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The World Cup winner who now sells swimming pools — and more of the week's best sportswriting

Some of our favourite reads from the past seven days.

Belgium v France: Semi Final - 2018 FIFA World Cup Russia France manager Didier Deschamps at a press conference after their win over Belgium. Source: Michael Regan - FIFA

“THERE ARE PLENTY of international tournaments with plenty of potential for missed cross-cultural signals. But the World Cup is unique in having so many participants from so many countries all appearing in the same forum, with the same ritualized regularity, match after match. After a while the news conferences, with their long-winded, multipart questions, their laughably imprecise simultaneous translations and their rigid, time-controlled formats, begin to seem like parts of one giant whole, their details spilling and flowing into one another. Reporters at Argentina’s conferences wanted to talk about Lionel Messi. Reporters at Portugal’s wanted to talk about Cristiano Ronaldo. Reporters at Iceland matches wanted to talk about whether the coach is still a dentist. But beyond such idiosyncratic details, some common themes have emerged from Russia.”

Sarah Lyall of the New York Times on the bizarre theatre of the World Cup press conference.

Brazil v France - Final WC 1998 Stéphane Guivarc’h in action for France against Brazil in the 1998 World Cup final. Source: Icon Sport via Getty Images

“The 1998 World Cup win was a joy that filled France right to the very edges, and it is on one of those jagged, coastal edges that its forgotten hero has chosen to make his life. In a town called Trégunc, one of those places where everyone knows everyone and the smell of the sea wafts into the church square on a breezy day, Guivarc’h, the striker in Jacquet’s team, lives a life of extraordinary ordinariness as a swimming-pool salesman. The man who led the line does not want to be at the forefront any more.”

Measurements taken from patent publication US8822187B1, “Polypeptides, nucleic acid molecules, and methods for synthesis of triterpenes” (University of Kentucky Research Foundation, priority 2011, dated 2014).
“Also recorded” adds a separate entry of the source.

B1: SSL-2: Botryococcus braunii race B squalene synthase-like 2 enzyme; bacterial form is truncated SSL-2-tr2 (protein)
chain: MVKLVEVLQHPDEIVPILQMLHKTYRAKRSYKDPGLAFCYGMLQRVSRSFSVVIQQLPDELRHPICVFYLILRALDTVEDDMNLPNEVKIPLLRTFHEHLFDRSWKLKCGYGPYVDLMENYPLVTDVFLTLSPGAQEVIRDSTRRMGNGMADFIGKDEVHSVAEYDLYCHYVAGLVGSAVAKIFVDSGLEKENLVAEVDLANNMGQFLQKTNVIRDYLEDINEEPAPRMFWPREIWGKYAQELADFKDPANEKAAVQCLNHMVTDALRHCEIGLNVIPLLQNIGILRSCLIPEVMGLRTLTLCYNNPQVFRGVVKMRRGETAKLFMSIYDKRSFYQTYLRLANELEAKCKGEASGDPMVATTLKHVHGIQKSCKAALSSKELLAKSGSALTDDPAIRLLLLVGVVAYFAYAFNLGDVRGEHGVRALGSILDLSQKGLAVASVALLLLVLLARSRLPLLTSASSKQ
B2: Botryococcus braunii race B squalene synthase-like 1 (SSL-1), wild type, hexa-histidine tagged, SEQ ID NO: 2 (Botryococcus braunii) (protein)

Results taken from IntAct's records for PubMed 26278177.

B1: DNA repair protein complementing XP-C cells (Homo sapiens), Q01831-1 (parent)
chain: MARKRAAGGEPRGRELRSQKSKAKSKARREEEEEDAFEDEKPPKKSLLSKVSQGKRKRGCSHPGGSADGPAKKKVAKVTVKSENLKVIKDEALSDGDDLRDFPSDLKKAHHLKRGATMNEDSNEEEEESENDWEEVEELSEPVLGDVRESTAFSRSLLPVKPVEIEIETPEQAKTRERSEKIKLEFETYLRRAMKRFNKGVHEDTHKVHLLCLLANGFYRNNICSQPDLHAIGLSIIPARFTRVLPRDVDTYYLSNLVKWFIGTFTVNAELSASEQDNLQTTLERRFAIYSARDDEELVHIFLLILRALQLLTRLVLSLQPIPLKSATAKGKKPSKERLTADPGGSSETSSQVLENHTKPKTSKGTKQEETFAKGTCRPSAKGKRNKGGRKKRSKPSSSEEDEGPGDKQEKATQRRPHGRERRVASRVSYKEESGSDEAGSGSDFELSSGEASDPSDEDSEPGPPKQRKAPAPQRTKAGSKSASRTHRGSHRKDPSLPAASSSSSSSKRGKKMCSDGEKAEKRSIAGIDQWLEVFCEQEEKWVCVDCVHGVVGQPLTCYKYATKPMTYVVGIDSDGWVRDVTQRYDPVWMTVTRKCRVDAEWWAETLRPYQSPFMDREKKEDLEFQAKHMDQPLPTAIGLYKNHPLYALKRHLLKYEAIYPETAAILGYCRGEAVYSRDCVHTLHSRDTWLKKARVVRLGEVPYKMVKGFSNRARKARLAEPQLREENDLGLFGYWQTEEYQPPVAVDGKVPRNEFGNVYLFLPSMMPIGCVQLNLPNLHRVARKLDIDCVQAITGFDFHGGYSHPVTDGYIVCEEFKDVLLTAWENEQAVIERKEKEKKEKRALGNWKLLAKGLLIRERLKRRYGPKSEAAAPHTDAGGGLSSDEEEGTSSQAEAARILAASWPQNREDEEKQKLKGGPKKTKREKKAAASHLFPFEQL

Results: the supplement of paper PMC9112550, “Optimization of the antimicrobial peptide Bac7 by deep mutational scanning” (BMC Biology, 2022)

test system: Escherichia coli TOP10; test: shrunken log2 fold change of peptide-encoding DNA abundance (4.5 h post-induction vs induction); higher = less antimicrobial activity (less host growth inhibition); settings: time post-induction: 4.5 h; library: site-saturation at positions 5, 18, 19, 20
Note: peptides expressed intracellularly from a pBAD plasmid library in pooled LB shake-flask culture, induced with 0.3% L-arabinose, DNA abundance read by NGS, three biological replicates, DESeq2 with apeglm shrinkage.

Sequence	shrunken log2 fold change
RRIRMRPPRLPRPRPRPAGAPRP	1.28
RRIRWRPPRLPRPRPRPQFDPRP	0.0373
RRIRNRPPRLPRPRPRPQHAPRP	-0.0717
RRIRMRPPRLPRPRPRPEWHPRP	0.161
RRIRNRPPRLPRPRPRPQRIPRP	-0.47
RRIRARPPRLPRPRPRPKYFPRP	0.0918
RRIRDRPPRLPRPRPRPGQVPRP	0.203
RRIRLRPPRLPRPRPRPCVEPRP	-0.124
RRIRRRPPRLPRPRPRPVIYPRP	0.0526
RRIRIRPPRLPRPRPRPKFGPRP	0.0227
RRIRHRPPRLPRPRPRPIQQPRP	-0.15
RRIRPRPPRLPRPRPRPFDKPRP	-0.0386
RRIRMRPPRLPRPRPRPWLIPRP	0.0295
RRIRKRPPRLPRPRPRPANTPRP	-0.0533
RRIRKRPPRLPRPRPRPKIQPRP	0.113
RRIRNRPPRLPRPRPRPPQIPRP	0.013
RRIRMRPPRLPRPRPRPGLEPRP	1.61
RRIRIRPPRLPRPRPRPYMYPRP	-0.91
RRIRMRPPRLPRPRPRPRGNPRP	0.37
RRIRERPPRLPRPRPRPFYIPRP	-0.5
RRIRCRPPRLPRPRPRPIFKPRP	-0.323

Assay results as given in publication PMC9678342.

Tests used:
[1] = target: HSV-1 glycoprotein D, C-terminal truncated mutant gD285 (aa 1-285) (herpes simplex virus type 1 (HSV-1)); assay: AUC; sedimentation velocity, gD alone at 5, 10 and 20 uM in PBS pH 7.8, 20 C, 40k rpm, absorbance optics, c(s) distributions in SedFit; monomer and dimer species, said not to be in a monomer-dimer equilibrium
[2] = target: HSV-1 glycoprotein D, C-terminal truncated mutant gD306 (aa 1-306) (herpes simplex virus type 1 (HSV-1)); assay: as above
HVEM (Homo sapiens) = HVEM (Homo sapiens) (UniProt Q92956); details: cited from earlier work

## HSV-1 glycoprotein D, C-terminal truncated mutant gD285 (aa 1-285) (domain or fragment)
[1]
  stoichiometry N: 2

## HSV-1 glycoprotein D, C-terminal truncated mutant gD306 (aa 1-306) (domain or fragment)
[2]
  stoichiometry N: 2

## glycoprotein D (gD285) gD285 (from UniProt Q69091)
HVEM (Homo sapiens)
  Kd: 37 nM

James Gheerbrant of The Times meets former France striker Stéphane Guivarc’h, two decades since he became a World Cup winner.

970198240 LeBron James Source: Jason Miller

“The Lakers sent five championship banners to L.A. when the franchise moved from Minneapolis in 1960. But Los Angeles as a basketball city — the reputation of tradition and prominence that it has now — couldn’t buy a ring from the Boston Celtics until Wilt Chamberlain showed up. That purple-and-gold L.A. prestige that LeBron will bind himself to exists because of a trade that happened almost exactly 50 years before he signed there, and it was one of the most infamously lopsided swaps in league history. On 9 July, 1968, the Philadelphia 76ers exchanged Chamberlain for three Lakers: center Darrall Imhoff, who had been drafted a spot after Jerry West; forward Jerry Chambers; and a talented combo guard in Archie Clark. But the move had only the veneer of a standard NBA trade. In actuality, it was Wilt, then two years younger than LeBron is now and with comparable influence, pulling off a shadow free-agency move, 20 years before unrestricted free agency existed — and in doing so, simultaneously creating basketball’s earliest superteam.”

– LeBron James wasn’t the first great to orchestrate a move to the Lakers, writes The Ringer’s Haley O’Shaughnessy.

Sophie O'Sullivan is presented with her silver medal by her mother Sonia O'Sullivan Sophie O'Sullivan is presented with her silver medal by her mother Sonia. Source: Sasa Pahic Szabo/INPHO

“Behind every successful athlete is a dedicated team that works quietly in the background, letting the athletes decide the finishing touches, and that’s what happened at these championships. In that sense there were no real surprises. Every athlete that won a medal had the ability to do this and they made it happen. This is how Irish athletes need to approach a championship; knowing what they are capable of, rising to the challenge, fighting to the end and never giving up.”

Sonia O’Sullivan writes for The Irish Times following her daughter Sophie’s success at the European Youth Championships.

US-POLITICS-TRUMP-PATRIOTS US president Donald Trump. Source: AFP/Getty Images

“Since its founding in 1884 the GAA had been at heart of the burgeoning Irish nationalist movement that had culminated — for the moment, anyway — in the events of Easter week in 1916. The British, rightly, concluded that the GAA’s business was not entirely arranging sporting events. In the weeks before enacting the licensing schemes, nervous British troops had disrupted various contests and hauled off a number of spectators. Once the new licensing scheme went into effect, the GAA responded by declaring August 4, 1918, a National Day of Defiance. The GAA forbade its teams from seeking the new required permits and, instead, encouraged the hundreds of club teams salted throughout the island to compete that day untrammeled by colonial authority.”

– Donald Trump has made the NFL his punching bag and the league’s best response is defiance, writes Charles P. Pierce for Sports Illustrated.

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